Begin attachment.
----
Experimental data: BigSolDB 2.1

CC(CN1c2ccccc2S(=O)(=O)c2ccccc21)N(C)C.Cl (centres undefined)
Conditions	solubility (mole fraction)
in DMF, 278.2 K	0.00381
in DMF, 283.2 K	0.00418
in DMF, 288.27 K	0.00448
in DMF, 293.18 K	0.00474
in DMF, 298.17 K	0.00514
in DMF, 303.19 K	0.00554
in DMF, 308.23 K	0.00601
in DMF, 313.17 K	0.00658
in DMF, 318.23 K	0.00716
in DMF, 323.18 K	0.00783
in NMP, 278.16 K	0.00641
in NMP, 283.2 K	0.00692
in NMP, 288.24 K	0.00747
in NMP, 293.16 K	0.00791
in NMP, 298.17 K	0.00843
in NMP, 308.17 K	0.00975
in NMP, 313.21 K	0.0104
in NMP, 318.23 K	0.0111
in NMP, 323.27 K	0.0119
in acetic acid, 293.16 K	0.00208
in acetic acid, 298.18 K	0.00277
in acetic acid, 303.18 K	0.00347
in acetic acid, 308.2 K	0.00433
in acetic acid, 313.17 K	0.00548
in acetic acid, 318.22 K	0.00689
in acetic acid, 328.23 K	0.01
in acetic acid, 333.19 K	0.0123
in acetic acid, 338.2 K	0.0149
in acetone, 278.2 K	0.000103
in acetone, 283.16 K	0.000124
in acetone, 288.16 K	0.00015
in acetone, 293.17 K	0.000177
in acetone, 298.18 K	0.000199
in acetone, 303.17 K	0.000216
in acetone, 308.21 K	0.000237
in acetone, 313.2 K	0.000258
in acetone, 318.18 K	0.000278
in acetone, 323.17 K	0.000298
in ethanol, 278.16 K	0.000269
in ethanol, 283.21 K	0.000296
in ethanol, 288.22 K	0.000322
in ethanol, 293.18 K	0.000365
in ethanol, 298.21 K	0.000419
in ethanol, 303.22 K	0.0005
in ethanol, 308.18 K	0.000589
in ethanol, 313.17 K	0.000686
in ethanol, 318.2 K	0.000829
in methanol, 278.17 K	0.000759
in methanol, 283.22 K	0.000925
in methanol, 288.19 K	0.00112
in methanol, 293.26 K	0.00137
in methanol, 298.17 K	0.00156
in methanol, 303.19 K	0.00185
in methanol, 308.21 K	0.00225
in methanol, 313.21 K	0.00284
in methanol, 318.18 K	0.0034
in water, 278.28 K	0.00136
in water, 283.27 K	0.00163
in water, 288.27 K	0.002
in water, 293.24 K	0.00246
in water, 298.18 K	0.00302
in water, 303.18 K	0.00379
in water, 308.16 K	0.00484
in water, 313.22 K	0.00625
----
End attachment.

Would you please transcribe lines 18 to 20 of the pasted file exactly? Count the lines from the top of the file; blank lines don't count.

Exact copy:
in NMP, 298.17 K	0.00843
in NMP, 308.17 K	0.00975
in NMP, 313.21 K	0.0104